Vaccines

How do they work? Who needs them? Are there any risks?

Vaccinations are one of the best ways to protect against many serious diseases.

How do vaccines work?

Vaccines prevent diseases. They work by making your immune system produce special cells called antibodies that will attack and kill diseases when they enter the body.

This means that if a person is infected with a disease (from a cough, sneeze, blood, etc), these protective antibodies are already in their bloodstream to quickly fight off the germs. Even if vaccinated people do get sick from the disease, they will usually get a mild form of that disease – and will recover faster and be less likely to have serious complications.

Babies are born with immunity to some infections because their mother’s antibodies are passed on to them in the womb, but this immunity does not last long. Babies get more immunity from being breastfed and, as they grow, they need vaccinations at specific ages to protect them from many life-threatening diseases. Read more about vaccine-preventable diseases.

(Ministry of Health NZ, 2017)

What are the types of vaccines?

There are generally 3 types of vaccines.

Type of vaccine Description
Live vaccines
  • These contain bacteria or viruses that have been weakened so that they cannot cause disease. 
  • After immunisation, the weakened vaccine viruses or bacteria replicate (grow) in the vaccinated person. This small amount of virus or bacteria can stimulate an immune response.
  • Examples of these vaccines include:
    • measles, mumps and rubella vaccine (MMR)
    • rotavirus vaccine
    • chickenpox vaccine. 
  • Live vaccines are not recommended if you are pregnant or have a very weak immune system from active cancer, leukaemia, lymphoma, HIV or taking medicines that can weaken your immune system. 
Dead (or inactivated) vaccines 
  • These contain bacteria or viruses that have been killed or inactivated. 
  • They can be safely given to a person with a weakened immune system. However, a person with an impaired immune system response may not develop the same amount of protection after immunisation as a healthy person receiving the vaccine.
  • With inactivated vaccines, you usually need many doses to give full protection against diseases.
  • Examples of these vaccines include:
    • polio vaccine
    • some influenza vaccines
    • hepatitis A vaccine.
Subunit vaccines
  • These contain parts of bacteria or viruses or bacterial toxins that have been made harmless. 
  • Examples of these vaccines include:
    • diphtheria vaccine
    • tetanus vaccine
    • hepatitis B vaccine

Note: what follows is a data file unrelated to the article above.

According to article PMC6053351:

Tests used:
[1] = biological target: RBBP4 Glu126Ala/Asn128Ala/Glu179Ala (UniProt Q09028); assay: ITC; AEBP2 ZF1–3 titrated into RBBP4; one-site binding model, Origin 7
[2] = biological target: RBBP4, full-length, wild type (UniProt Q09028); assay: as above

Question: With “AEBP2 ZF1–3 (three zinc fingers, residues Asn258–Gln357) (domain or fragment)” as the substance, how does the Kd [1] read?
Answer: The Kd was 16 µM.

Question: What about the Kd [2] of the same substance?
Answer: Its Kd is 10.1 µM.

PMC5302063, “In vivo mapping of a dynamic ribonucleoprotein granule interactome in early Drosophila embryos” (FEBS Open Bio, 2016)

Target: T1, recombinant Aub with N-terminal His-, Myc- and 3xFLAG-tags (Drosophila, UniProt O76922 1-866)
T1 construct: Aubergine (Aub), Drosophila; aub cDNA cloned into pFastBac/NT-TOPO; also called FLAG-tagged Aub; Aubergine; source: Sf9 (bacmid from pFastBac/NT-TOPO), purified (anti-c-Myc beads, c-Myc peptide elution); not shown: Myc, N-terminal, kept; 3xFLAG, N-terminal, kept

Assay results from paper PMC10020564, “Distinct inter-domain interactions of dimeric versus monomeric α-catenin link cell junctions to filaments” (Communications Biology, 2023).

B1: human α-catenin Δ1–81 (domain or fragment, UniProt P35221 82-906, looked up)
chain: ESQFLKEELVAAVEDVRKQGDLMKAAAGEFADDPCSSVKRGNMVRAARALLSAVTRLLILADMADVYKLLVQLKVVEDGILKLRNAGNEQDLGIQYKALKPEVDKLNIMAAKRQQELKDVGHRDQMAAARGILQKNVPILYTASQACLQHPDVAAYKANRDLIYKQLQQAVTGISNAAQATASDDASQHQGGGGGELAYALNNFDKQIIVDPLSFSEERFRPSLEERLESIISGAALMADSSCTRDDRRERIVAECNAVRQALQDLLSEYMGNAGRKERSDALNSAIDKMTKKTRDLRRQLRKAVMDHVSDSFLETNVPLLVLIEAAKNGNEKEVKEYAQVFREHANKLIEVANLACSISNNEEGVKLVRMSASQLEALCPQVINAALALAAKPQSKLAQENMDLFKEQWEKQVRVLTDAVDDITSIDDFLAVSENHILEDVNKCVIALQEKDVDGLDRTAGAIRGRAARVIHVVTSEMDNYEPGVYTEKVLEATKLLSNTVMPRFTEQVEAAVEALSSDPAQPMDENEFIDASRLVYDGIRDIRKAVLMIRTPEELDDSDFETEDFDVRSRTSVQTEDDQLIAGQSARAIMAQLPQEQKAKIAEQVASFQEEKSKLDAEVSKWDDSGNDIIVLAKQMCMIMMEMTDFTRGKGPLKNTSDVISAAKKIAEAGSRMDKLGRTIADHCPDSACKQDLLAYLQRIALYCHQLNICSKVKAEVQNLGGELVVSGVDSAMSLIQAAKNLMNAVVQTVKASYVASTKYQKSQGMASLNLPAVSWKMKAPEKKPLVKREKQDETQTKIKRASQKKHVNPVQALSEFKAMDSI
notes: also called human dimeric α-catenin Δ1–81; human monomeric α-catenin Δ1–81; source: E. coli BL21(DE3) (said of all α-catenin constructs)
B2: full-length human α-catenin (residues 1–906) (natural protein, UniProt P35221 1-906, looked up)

• human papillomavirus (HPV) vaccine
    • Haemophilus influenzae type b vaccine
    • meningococcal vaccine
    • pneumococcal vaccines. 

Vaccines may also contain other ingredients, such as preservatives, and ingredients that help the body respond to the vaccine. The very small amount of these ingredients do not cause any harm.

When should you get vaccinated?

The National Immunisation Schedule has a list of free vaccinations for different ages. Vaccinating on time gives the best protection. Missing or late vaccinations can put your family’s health at risk. 

Most vaccines are given to babies and children to build up their immunity. Vaccination starts at 6 weeks old. Other vaccines are recommended for people who are at greater risk of certain diseases, such as people with a weakened immune system because of illness or the medicines they are taking, the elderly or people who are travelling overseas where certain diseases are more common.

Are there any risks to being vaccinated?

Most reactions to vaccines are mild, such as fever or redness at the injection site. These reactions show that the immune response is building and the vaccine is working. Very rarely, a serious allergic reaction (anaphylaxis) can happen. This is treatable and occurs soon after the injection. This is why you must wait at the doctor's clinic for 20 minutes after vaccination. If you are worried, contact your doctor straight away. Read more about comparison of possible disease complications and vaccine responses

How effective are vaccines?

Studies have shown that if all recommended doses of vaccines are given, they will protect 80–98% of the children who are vaccinated. For example, pertussis (whooping cough) vaccine is effective in about 84% of children and the measles vaccine in 90–98% of children.1

Vaccination is an important part of protecting the community against disease. This helps to lower serious infections spreading and protects babies who are yet to be fully vaccinated and people who cannot be vaccinated because they are unwell. About 95% of people in the community need to be vaccinated to protect the whole community against diseases like measles.

A very small number of children who are vaccinated do not develop strong immunity and they may still become ill with one of the diseases. If that happens, they usually have a milder illness than people who have not been vaccinated. More than one dose of some vaccines is needed for full protection. Booster doses of vaccines may be also be needed for some diseases to stay protected.    

Learn more

Immunisation overview Immunisation Advisory Centre, NZ 
How vaccinations work NHS Choices, UK
Diseases and vaccines Ministry of Health, NZ
Vaccine administration Immunisation Advisory Centre, NZ

References

  1. Childhood immunisation HealthEd, New Zealand
  2. Types of vaccines Immunisation Advisory Centre
Credits: Health Navigator Editorial Team . Reviewed By: Angela Lambie, Pharmacist, Auckland Last reviewed: 13 Dec 2017